Alternative Fuels : Ethanol

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  • Topic: Gasoline, Flexible-fuel vehicle, Petroleum
  • Pages : 2 (605 words )
  • Download(s) : 118
  • Published : December 20, 2005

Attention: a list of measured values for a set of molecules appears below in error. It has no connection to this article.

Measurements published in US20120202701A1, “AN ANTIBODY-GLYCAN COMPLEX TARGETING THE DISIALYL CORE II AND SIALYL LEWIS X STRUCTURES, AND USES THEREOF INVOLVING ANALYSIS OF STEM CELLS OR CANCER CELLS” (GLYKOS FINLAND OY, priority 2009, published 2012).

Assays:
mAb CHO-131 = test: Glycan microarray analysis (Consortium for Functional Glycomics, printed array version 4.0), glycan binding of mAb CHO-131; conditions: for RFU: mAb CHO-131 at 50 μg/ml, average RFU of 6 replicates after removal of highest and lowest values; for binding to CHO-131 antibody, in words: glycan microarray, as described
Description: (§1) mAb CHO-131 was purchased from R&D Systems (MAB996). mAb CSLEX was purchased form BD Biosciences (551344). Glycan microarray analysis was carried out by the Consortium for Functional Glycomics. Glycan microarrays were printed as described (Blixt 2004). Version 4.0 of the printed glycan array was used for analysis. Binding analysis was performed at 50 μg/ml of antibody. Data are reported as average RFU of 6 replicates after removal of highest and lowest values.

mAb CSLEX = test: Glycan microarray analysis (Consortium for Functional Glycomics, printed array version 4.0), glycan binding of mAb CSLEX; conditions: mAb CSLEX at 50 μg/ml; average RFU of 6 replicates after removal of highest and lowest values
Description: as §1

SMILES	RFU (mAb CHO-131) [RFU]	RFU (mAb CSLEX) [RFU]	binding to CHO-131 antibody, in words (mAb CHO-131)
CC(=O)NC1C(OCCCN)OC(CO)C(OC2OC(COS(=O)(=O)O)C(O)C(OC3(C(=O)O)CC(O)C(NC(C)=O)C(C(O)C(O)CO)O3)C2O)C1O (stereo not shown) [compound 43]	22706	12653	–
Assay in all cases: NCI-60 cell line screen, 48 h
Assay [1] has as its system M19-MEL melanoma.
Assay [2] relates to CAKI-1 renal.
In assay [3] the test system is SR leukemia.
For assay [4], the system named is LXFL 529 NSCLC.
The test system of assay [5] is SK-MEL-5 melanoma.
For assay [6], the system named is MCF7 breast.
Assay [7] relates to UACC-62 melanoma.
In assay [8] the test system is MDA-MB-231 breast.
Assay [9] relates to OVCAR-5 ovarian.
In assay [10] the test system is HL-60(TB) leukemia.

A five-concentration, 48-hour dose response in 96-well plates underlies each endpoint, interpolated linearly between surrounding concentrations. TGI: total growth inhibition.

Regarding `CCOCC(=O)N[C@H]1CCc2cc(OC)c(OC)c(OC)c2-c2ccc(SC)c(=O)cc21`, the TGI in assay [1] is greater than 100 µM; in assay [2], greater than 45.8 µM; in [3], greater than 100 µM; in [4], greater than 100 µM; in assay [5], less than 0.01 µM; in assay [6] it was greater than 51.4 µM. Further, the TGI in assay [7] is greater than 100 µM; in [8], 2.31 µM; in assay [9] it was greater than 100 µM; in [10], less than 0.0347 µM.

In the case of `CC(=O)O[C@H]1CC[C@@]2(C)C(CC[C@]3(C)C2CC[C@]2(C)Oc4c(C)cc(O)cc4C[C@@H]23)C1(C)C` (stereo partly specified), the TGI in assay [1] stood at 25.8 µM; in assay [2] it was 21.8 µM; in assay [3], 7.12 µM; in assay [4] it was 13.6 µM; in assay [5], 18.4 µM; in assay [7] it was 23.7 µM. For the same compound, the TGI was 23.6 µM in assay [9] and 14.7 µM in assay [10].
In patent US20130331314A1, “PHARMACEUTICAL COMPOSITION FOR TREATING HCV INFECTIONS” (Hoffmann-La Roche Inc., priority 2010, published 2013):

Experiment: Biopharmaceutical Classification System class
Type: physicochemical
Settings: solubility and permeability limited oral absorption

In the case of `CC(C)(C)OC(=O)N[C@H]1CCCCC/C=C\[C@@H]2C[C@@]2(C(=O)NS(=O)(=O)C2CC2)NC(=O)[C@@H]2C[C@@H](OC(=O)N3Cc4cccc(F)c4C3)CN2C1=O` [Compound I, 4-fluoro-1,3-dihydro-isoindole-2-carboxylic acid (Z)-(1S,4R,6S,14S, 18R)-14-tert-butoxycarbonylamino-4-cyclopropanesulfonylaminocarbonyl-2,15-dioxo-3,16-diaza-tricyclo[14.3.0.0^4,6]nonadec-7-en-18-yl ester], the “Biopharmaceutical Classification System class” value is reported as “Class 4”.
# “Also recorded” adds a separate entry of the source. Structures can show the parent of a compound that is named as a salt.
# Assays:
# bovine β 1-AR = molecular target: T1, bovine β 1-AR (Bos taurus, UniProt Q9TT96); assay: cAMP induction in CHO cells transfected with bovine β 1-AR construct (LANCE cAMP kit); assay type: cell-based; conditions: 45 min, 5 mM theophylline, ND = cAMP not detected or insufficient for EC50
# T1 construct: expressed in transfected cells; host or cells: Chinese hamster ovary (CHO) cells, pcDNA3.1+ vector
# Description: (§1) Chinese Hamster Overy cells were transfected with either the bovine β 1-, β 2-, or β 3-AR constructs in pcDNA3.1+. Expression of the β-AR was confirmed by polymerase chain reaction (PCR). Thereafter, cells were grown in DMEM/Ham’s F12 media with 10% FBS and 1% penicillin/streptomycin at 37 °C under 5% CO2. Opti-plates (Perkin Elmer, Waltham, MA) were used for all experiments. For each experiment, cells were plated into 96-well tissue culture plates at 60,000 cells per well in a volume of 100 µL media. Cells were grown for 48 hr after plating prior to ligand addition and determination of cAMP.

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With the demand for fossil fuels growing through out the world, there is with out a doubt a lack of supply for this demand. The United States is the world's highest consumer of fossil fuels because of the amount of Automobiles that we have on the roads every day. This is not one of the statistics that a country should be proud of being at the top of. Since the United States is the leader of the consumption of these fossil fuels, the government is making an effort to look for alternative fuels that we can use and substitute these new types of fuel in place of oil and gasoline to preserve our fossil fuels and make them last longer. One of the fuels that they are looking into is ethanol or CH3CH2OH which is the chemical make up of ethanol. Ethanol is a clear colorless liquid that at low levels has a sweet taste, but at levels needed for fuel use it has a burning taste. Since 1990, when the government decided that gasoline burned had unsafe levels of carbon monoxide, ethanol has been added to gasoline in order to make it a higher octane level, burn cleaner, and to over all improve the emissions of gasoline. In order for an ethanol mixture to be considered an alternative fuel, it must be a blend of over 85% Ethanol and less than 15% gasoline. E85 is considered the lowest levels of ethanol to become an alternative fuel. E85 can be ran by Flexible fuel vehicles that come directly from the factory. Ethanol can also be made from any biological feed stocks that contain appreciable amounts of sugar or materials that can be converted into sugar such as starch or cellulose. Sugar beets and sugar cane are examples of feed stocks that contain sugar. Corn contains starch that can relatively easily be converted into sugar. Even most trees and grasses have cellulose that can easily be turned into sugar and then used in the making of ethanol. The ethanol process starts by grinding up the feedstock so it is more easily and quickly processed. Once ground up, the sugar is either...
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